The “Lawrence Tree” towers over the Homesteader's Cabin and stands approximately 25 feet from the east door. Lawrence used to sit under it to write by long‑hand in his notebooks. A simple wooden carpenter's bench (recently stolen in the summer of 2000) rested beneath and was used by Georgia O'Keeffe to get the vantage point for her painting The Lawrence Tree (Appendix I). She lay back on it with her head toward the massive trunk (15‑foot circumference) to view up into the branches. Lawrence claimed that this assertive pine watched over the ranch with a bristling guardian spirit. He writes in his essay, "Pan in America": "The tree has its own aura of life. And in winter the snow slips off it, and in June it sprinkles down its little catkin‑like pollen‑tips, and it hisses in the wind, and it makes a silence within a silence. It is a great tree, under which the house is built" (New Mexico, 40). Brett's painting Lawrence and His Three Fates (Appendix J) pictures Lawrence in typical writing posture, sitting on the ground with his back against the trunk of this evergreen and a notebook balanced on his knees.
Past the tree and a chicken‑wire garden enclosure (now gone to weeds) the alfalfa clearing lies to the southwest, measuring roughly seven visible acres. (See Appendix K for an historical photograph of the old garden area.) In the 1920s and 1930s, the alfalfa field was used primarily as a horse pasture. It is ringed by a “living barrier” of pines that change appearance and mood through the course of the day. Lawrence faithfully describes this effect:
Strange, those pine-trees! In some lights all their needles glisten like polished steel. . . . Then again, at evening, the trunks would flare up orange red, and the tufts would be dark, alert tufts like a wolf’s tail touching the air. Again, in the morning sunlight they would be soft and still, hardly noticeable. But all the same, present, and watchful.” (St. Mawr, 144-145)
Dissecting the field is a fenced‑off dirt road leading to UNM's "fellowship cabin" (installed in 1967), hidden behind the foliage to the southeast. The property produces a colorful array of wild flowers and berries, including scarlet columbines, lupines, blue‑bells, wild roses, dahlias, anemonies, lilies, desert honeysuckle, strawberries, and raspberries. Lawrence, who had a great interest in botany, mentions many other varieties of typical ground cover of the region in his novella St. Mawr (1925):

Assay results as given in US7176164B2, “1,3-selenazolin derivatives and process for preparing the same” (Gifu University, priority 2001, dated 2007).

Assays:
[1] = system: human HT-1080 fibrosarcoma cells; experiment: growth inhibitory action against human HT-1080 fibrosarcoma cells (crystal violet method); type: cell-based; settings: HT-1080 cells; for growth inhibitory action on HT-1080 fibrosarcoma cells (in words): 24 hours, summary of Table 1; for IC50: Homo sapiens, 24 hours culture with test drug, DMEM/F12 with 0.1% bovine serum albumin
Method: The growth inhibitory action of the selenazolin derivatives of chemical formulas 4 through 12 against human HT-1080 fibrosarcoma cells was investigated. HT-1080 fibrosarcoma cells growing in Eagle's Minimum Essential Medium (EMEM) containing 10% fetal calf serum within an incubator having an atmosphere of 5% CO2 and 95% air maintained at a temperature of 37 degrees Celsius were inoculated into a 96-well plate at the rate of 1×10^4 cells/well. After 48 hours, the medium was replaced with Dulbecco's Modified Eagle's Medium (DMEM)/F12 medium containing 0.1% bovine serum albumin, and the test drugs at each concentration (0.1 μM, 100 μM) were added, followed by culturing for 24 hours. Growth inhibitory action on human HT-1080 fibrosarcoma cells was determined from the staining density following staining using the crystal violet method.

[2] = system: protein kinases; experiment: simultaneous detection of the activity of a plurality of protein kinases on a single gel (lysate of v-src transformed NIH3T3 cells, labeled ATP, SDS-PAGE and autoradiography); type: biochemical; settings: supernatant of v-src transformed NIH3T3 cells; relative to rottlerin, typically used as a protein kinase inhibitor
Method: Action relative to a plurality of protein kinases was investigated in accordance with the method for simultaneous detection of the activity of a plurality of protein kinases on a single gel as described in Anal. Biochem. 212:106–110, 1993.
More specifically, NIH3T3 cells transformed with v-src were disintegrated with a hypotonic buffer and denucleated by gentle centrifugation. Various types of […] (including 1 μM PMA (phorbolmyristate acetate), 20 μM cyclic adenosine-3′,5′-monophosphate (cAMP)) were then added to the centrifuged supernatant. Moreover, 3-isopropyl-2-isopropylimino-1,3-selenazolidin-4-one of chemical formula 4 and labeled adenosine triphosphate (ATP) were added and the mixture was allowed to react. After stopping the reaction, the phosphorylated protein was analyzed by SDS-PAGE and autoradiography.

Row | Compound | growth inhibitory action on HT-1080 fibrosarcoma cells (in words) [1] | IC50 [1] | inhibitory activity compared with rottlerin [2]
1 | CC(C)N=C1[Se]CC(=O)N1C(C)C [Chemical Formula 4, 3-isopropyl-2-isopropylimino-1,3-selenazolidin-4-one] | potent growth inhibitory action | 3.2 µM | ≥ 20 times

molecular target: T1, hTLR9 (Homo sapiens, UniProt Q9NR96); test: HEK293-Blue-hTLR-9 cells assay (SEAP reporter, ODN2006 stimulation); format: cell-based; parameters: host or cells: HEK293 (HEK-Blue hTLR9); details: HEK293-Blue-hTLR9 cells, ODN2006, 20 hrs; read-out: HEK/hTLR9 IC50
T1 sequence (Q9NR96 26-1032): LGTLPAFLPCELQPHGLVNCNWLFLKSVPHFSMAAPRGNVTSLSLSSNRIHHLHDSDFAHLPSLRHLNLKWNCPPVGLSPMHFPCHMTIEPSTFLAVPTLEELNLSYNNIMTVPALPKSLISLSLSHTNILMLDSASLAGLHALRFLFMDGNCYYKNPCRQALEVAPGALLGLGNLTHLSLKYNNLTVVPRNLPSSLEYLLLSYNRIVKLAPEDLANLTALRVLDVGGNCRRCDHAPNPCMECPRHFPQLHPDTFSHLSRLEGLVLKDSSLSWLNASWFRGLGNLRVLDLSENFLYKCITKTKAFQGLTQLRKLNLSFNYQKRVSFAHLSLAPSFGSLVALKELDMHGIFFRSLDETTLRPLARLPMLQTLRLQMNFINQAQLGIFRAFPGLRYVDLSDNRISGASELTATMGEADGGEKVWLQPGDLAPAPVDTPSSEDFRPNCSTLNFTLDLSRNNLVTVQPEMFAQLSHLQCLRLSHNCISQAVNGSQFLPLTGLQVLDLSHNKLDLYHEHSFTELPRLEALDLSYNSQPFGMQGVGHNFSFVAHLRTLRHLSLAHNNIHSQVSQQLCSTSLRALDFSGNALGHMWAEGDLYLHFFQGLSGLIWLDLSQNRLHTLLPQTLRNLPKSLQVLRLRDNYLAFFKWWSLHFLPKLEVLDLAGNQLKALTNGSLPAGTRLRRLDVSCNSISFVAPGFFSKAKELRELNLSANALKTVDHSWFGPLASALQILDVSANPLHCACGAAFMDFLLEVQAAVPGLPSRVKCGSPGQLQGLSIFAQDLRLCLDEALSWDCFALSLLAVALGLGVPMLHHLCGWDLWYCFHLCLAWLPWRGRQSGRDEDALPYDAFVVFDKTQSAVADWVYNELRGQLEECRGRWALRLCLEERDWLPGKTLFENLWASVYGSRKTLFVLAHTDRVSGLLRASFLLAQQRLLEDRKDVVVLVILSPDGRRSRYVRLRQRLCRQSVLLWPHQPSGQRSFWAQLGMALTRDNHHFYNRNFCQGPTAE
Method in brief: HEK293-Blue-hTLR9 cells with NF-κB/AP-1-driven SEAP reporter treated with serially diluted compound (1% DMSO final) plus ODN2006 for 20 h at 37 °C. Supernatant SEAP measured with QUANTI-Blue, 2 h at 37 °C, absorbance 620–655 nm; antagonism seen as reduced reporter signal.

The alfalfa field was one raging, seething conflict of plants trying to get hold. . . . the spiky, blue‑leaved thistle‑poppy with its moon‑white flowers, the low clumps of blue nettle‑flower, the later rush, after the sereneness of June and July, the rush of red sparks and michaelmas daisies, and the tough wild sunflowers, strangling and choking the dark, tender green of the clover‑like alfalfa! A battle, a battle, with banners of bright scarlet and yellow. (148)
Lawrence kept the field green during the dry summer months by redirecting the small stream of water across it. Brett writes: "You love the irrigating; you love leading the water over the field, letting it run over your feet. It acts like a kind of drug to your nerves. The water is sacred to you, as it is to the Indians" (Brett, 260). The expansive scene down past the field is of desert plains bordered by jagged mountain peaks. Lawrence compared the view to a “great fawn-coloured” beach from which “bluish hummocks of mountains” rose “like wet rock from a vast strand . . . and beyond, in the farthest distance, pale blue crests of mountains looking over the horizon, from the west, as if peering in from another world altogether (St. Mawr, 145).
Dorothy Brett's Cabin:
(See Photographs #21-26)
Brett's tiny one‑room cabin is approximately 45 feet northwest of the Homesteader's Cabin and also faces south. It is a single‑pen log and mud plaster cabin measuring 9 x 11 feet, similar in construction to the Homesteader's Cabin. It has two 4‑pane casement windows‑‑one on the south side to the east of the door and one on the east side equidistant from the corner. Because the cabin was built on a slope, the east window sits only 8 inches off the ground. The gabled roof is covered by wood shake shingles in need of minor repair. A ten‑inch overhang extending on all sides has a rain gutter attached underneath on the back of the cabin. The exterior was originally covered in adobe plaster to match the Homesteader's Cabin, but much of it has cracked away over the years. In a letter dated May 30, 1925, Lawrence tells how Trinidad's wife, Rufina, and her sister were busy "'dobeying the houses‑‑plastering them outside with a sort of golden‑brown mud‑‑they look pretty. It is done every spring" (Letters 5:259).